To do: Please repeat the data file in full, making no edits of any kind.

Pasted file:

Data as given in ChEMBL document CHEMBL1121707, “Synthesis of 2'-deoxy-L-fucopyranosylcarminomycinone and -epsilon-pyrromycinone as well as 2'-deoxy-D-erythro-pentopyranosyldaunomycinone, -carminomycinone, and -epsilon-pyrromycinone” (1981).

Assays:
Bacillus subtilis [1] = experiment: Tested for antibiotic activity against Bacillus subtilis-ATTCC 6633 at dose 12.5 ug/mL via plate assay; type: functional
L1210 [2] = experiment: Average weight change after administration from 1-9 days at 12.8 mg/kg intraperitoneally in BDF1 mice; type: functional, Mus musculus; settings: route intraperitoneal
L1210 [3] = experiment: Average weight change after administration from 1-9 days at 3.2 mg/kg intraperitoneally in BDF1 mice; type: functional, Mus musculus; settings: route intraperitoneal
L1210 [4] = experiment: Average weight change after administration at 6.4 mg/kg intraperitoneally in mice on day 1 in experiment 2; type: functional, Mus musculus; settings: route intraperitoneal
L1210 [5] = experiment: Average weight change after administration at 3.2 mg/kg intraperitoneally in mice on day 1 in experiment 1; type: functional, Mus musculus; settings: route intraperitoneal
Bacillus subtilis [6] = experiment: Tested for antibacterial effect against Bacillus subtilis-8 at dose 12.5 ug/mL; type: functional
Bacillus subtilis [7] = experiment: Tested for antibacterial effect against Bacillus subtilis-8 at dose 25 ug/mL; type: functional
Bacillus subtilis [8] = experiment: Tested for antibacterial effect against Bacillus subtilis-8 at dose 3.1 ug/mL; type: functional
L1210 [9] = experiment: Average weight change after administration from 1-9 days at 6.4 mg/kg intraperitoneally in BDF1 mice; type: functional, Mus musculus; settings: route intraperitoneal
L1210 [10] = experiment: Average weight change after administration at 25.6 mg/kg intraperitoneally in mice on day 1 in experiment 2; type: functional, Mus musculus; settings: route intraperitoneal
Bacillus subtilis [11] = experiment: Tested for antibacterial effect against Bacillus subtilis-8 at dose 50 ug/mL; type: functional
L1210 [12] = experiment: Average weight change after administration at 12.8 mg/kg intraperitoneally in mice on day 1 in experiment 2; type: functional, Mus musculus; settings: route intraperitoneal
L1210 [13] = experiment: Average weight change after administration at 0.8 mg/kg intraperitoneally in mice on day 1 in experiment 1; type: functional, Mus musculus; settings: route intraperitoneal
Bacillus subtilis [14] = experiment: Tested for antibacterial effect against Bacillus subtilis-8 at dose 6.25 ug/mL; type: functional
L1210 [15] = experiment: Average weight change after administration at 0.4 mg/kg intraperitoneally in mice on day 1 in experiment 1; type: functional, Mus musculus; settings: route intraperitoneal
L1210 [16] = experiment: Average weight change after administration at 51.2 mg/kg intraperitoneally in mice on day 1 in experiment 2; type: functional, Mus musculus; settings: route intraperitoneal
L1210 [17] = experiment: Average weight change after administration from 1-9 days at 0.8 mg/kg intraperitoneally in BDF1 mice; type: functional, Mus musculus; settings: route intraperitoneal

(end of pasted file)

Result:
Data as given in ChEMBL document CHEMBL1121707, “Synthesis of 2'-deoxy-L-fucopyranosylcarminomycinone and -epsilon-pyrromycinone as well as 2'-deoxy-D-erythro-pentopyranosyldaunomycinone, -carminomycinone, and -epsilon-pyrromycinone” (1981).

Assays:
Bacillus subtilis [1] = experiment: Tested for antibiotic activity against Bacillus subtilis-ATTCC 6633 at dose 12.5 ug/mL via plate assay; type: functional
L1210 [2] = experiment: Average weight change after administration from 1-9 days at 12.8 mg/kg intraperitoneally in BDF1 mice; type: functional, Mus musculus; settings: route intraperitoneal
L1210 [3] = experiment: Average weight change after administration from 1-9 days at 3.2 mg/kg intraperitoneally in BDF1 mice; type: functional, Mus musculus; settings: route intraperitoneal
L1210 [4] = experiment: Average weight change after administration at 6.4 mg/kg intraperitoneally in mice on day 1 in experiment 2; type: functional, Mus musculus; settings: route intraperitoneal
L1210 [5] = experiment: Average weight change after administration at 3.2 mg/kg intraperitoneally in mice on day 1 in experiment 1; type: functional, Mus musculus; settings: route intraperitoneal
Bacillus subtilis [6] = experiment: Tested for antibacterial effect against Bacillus subtilis-8 at dose 12.5 ug/mL; type: functional
Bacillus subtilis [7] = experiment: Tested for antibacterial effect against Bacillus subtilis-8 at dose 25 ug/mL; type: functional
Bacillus subtilis [8] = experiment: Tested for antibacterial effect against Bacillus subtilis-8 at dose 3.1 ug/mL; type: functional
L1210 [9] = experiment: Average weight change after administration from 1-9 days at 6.4 mg/kg intraperitoneally in BDF1 mice; type: functional, Mus musculus; settings: route intraperitoneal
L1210 [10] = experiment: Average weight change after administration at 25.6 mg/kg intraperitoneally in mice on day 1 in experiment 2; type: functional, Mus musculus; settings: route intraperitoneal
Bacillus subtilis [11] = experiment: Tested for antibacterial effect against Bacillus subtilis-8 at dose 50 ug/mL; type: functional
L1210 [12] = experiment: Average weight change after administration at 12.8 mg/kg intraperitoneally in mice on day 1 in experiment 2; type: functional, Mus musculus; settings: route intraperitoneal
L1210 [13] = experiment: Average weight change after administration at 0.8 mg/kg intraperitoneally in mice on day 1 in experiment 1; type: functional, Mus musculus; settings: route intraperitoneal
Bacillus subtilis [14] = experiment: Tested for antibacterial effect against Bacillus subtilis-8 at dose 6.25 ug/mL; type: functional
L1210 [15] = experiment: Average weight change after administration at 0.4 mg/kg intraperitoneally in mice on day 1 in experiment 1; type: functional, Mus musculus; settings: route intraperitoneal
L1210 [16] = experiment: Average weight change after administration at 51.2 mg/kg intraperitoneally in mice on day 1 in experiment 2; type: functional, Mus musculus; settings: route intraperitoneal
L1210 [17] = experiment: Average weight change after administration from 1-9 days at 0.8 mg/kg intraperitoneally in BDF1 mice; type: functional, Mus musculus; settings: route intraperitoneal